The Senate has stripped language from a House spending bill that would have stopped the Internal Revenue Service from revoking the tax-exempt status of non-profit organizations that engage in campaigning for political candidates.
As passed by the House of Representatives on July 19, 2018, by a vote of 217 to 199, Section 112 of H.R. 6147, the “Department of the Interior, Environment, and Related Agencies Appropriations Act of 2019” would have taken away funding for the IRS to enforce the Johnson Amendment, which prohibits tax-exempt organizations from engaging in political campaigning for or against candidates. Non-profit organizations may address current legislative or policy issues in a non-partisan manner.
Although members of the House had attempted to remove the language, they failed to do so, but between July 19 and August 1 the Senate reviewed numerous amendments and ultimately removed Section 112. The revised bill overwhelmingly passed the Senate by a vote of 92 to 6.
While the IRS has rarely attempted to enforce the Johnson Amendment, it is widely thought that its elimination would open the floodgates for non-profit organizations to begin to divert non-traceable tax-deductible “dark money” donations to political campaigning on behalf of political candidates and strike against the non-partisan nature of non-profit charities.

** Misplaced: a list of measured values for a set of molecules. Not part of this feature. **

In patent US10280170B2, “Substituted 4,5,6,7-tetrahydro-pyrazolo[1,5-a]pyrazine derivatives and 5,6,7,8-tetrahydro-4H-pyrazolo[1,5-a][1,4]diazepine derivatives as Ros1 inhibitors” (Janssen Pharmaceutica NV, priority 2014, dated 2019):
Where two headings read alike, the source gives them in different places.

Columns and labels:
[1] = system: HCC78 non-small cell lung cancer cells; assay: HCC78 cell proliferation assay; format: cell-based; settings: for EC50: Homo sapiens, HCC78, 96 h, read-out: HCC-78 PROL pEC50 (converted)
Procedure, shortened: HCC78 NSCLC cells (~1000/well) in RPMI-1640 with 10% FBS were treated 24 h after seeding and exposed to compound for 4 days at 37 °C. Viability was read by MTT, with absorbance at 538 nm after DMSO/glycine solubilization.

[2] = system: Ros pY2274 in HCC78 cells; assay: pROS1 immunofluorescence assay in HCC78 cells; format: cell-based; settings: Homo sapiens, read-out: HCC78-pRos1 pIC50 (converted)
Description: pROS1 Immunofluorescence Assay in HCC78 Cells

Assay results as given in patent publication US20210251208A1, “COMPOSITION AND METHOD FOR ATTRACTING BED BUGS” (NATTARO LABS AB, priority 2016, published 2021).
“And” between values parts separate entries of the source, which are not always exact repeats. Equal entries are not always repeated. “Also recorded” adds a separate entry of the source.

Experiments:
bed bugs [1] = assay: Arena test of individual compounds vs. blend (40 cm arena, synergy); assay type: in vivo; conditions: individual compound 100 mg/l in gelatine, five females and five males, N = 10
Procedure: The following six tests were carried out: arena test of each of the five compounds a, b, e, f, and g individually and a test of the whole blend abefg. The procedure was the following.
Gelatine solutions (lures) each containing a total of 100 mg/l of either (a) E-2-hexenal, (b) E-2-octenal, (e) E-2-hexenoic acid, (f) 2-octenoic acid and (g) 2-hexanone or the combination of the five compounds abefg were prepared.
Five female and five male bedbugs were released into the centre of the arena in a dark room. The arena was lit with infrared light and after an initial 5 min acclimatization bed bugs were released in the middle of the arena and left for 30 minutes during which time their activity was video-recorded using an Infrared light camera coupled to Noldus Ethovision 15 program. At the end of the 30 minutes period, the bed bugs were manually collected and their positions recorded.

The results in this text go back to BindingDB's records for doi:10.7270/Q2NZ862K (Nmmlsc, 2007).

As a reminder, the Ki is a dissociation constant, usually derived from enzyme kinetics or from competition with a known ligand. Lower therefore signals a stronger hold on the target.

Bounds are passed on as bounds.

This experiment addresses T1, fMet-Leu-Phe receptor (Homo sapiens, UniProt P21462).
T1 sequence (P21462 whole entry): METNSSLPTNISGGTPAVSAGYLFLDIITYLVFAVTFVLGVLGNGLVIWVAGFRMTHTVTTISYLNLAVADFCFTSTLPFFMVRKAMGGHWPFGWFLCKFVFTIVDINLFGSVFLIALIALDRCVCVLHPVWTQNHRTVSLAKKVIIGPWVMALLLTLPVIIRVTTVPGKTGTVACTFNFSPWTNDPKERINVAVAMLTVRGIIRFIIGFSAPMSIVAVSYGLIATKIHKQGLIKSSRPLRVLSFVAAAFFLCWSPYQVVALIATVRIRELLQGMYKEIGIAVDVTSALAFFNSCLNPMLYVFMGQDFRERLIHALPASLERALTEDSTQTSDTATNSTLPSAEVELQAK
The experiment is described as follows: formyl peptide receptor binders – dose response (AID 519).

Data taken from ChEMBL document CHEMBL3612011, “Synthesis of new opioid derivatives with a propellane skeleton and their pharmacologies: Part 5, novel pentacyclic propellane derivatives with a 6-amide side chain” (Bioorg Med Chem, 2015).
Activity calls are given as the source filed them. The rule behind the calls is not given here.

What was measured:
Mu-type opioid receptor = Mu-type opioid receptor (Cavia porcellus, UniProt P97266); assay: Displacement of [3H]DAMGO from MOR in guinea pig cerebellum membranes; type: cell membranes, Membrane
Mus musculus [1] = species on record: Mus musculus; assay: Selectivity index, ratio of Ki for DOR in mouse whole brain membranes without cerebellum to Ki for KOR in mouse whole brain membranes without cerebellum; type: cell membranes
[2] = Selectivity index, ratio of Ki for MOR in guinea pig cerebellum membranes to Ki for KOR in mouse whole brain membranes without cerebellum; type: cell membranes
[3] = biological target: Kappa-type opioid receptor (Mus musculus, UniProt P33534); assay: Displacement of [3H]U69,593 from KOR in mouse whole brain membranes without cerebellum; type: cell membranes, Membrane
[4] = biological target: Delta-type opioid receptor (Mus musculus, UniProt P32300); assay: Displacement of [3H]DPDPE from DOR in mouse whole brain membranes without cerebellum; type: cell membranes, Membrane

Last year, a similar attempt to revoke the Johnson Amendment failed after Democrats invoked the “Byrd rule,” which prohibits reconciliation tax bills from including “extraneous” provisions not related to federal revenue and spending.
In a May 4, 2017, executive order, President Trump ordered that the IRS limit enforcement of the Johnson Amendment “to the extent permitted by law.” Despite claims to the contrary, the order did not alter or eliminate the Johnson Amendment, and it remains in force.
Takeaway: Eliminating the Johnson Amendment plays well with “the base,” but most non-profits really don’t want it eliminated because they do not want the pressure from donors to deal with electoral politics. So the repeal language passes in the House version of a spending bill and gets kicked from the Senate due to the obscure Byrd Rule. This happened last year as well. The Trump administration issued an executive order about it in 2017, but avoided making any substantive changes. If Congress were really serious about eliminating the Johnson Amendment, it would be done in a separate piece of legislation.